Robo did a great job on this, and will help a lot of people who have spent a lot of money on fixing their cars. But it will have an affect on those of us in California. I just checked with DMV, any car with an open Safety Recall, can not be registered in the state of California. Meaning if you sell your car to a California resident and he tries to register it, it will not be allowed until they receive a (Orange clearance Card) from the dealership, stating the recall has been done. If GM drags their feet on developing a repair/replacement for a year or so, could be a problem for some.
I plan on selling my Mallett this spring/summer, so it eliminates residents of California somewhat.
I am not sure if reregistering is affected, as I just got my Skpel stuff back, before the letter hit. I have to register the Mallett in the next month. If they reject it, I will let you know.
I can't find any info on the CA DMV site that supports this for a "safety" recall. For "emissions" recalls yes, but not safety.
However, I did find some proposed bills and some "expert" opinions and basically they all said the same thing, if there is a reasonable excuse for why it hasn't been done...specifically a lack of parts availability...you can get a temporary registration from the DMV. It is a Federal law that car dealers cannot sell a car with an incomplete recall but again, there are provisions I'm sure. When I bought my car it was sold without the ignition switch recall being completed. At the time, it would take 2 months to get the parts. Thus my dealer was allowed to sell it, I could register it, and no one said boo about it. There was a Mercedes dealership that had a Sky and wouldn't sell it to ME without the recall being fixed and when they found out it would take two months, they decided to sell it at auction rather than to me...which I found odd since they would still be "selling" it.
Contact your local DMV office but I have a feeling you can still sell and register your cars with incomplete recalls so long as there is a reasonable excuse for it.
I really do not think either are accurate, too many wrecked cars with no deployment of the passenger air bag. I would guess now I have looked at 2000 wrecked Skys and Solstice. Only two had passenger air bag deployed, possibly 3. Numbers just do not jive in my opinion. Hoosier has looked at far more than me. He has seen 2 or 3 deployed, and most likely the same vehicle. I have said many times and will continue to say it. Do not trust it, drive like it is not there. GM is not going to admit to it not working, ever.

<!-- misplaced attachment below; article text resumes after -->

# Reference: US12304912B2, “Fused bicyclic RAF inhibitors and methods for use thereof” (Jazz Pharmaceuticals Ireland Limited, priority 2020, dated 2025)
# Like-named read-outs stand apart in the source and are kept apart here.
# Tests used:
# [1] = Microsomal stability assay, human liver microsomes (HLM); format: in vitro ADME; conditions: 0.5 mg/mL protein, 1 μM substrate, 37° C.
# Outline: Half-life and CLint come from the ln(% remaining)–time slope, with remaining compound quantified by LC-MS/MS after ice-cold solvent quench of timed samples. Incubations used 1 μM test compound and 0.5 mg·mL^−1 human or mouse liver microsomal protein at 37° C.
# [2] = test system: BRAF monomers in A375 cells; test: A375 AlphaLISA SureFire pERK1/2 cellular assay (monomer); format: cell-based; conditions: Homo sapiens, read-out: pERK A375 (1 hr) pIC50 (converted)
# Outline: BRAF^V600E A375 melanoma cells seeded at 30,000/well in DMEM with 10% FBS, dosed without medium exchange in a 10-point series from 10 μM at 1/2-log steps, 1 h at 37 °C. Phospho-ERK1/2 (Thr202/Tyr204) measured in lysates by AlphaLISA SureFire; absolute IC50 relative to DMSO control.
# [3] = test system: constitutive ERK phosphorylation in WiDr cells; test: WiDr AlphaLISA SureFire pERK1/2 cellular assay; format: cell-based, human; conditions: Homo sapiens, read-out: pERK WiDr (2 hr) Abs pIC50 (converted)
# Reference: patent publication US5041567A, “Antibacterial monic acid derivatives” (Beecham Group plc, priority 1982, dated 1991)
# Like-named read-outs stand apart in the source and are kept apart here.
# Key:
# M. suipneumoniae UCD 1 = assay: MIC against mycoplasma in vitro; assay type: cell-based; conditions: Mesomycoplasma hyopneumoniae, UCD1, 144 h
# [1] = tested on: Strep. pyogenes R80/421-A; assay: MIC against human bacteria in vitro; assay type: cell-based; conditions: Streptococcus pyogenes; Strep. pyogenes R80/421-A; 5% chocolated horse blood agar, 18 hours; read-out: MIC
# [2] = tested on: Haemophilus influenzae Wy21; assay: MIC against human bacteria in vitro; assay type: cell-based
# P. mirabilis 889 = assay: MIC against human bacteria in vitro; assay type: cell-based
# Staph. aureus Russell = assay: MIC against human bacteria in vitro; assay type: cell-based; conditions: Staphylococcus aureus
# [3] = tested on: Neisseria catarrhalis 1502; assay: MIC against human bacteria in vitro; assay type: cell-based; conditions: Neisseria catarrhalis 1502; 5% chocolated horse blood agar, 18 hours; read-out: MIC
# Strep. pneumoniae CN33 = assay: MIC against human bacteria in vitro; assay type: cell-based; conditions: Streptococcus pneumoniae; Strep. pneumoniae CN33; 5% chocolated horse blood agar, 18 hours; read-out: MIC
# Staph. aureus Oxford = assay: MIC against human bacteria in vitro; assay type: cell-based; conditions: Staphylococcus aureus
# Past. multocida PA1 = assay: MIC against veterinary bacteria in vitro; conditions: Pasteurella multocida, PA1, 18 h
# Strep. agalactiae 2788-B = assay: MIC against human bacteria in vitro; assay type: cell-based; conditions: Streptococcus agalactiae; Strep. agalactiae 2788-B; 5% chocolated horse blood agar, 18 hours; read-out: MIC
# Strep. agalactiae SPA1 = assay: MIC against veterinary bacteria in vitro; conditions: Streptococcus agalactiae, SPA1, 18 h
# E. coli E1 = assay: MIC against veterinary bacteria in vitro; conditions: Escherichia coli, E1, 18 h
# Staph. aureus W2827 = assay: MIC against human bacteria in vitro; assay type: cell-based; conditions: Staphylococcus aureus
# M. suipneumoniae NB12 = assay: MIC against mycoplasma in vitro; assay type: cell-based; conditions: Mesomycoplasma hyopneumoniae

Like I mentioned on the phone, the absence of data is not justify the speculation of data.
Questions like "How many of those wrecked cars had passengers?" and "Was the Passenger Sensing System (PSS) mat functioning?" play a role because THOSE accidents can't be included. The first shouldn't have a passenger airbag deployed and the second is attributed to a known fault that is FINALLY being addressed.
In the few reports I could find on accidents involving a fatality and a Kappa, there were 8 total and of those 2 had passengers. In those 2 accidents, 1 was a roll over and the other was the Kappa striking a pedestrian (who was the fatality) and no occupants of the Kappa were injured. In both cases, there was no airbag deployment nor should there have been.
The fact is, you should never drive your car with the expectation of the air bag saving you. That's just foolish and I don't believe anyone does unless it is an excuse for not wearing a seatbelt...which, in turn, is even more foolish considering the data we now have on the overall odds of surviving a crash with a seatbelt and without. You should drive a car with the mindset of avoiding accidents at all costs and hoping that if you fail that, that the car's safety devices...ALL of it's safety devices, keep you from being injured or killed. Even with an airbag system that is fully functional, there can be accidents that find that one set of circumstances (roll over comes to mind) that just won't trigger the system.
If the airbag telltale has indicated that the airbag was active when it really wasn't, changing the sensor will not fix the problem. I have done a lot of experimenting with the sensor and how it affects airbag operation, and can tell you absolutely that the sensor does not determine whether the telltale indicates ON or OFF. The airbag SDM (Sensing and Diagnostics Module) does that, and it is not part of the seat sensor. The seat sensor does have the outputs that actually operate the lights, but they do it strictly based on what the SDM commands.
The only way that a failed seat sensor would result in a failure to deploy the airbag without prior warning would be if it happened to fail moments before the impact that would have triggered an airbag deployment.
My research into the matter dovetails with your technical observations JohnWR. I believe though what you are saying is the SDM has the final word as to whether the passenger airbag is armed or not and while the seat sensor doesn't do that directly, it is one of the variables that sends info to the SDM to make that decision. Thus what you're saying above when you state "If the airbag telltale has indicated that the airbag was active when it really wasn't, changing the sensor will not fix the problem" is that if the sensor was the issue, the SDM would accurately say yes or no and the system would be functioning based on that SDM decision but if the light was showing "On" yet the system wouldn't deploy the airbag in the case of an accident, then there is a problem somewhere else in the system, correct? The reasoning here being if the seat sensor was at fault, the SDM would report correctly the condition of the airbag system where in the above scenario, the SDM is reporting an operating system when, in fact, the system is not operating as reported.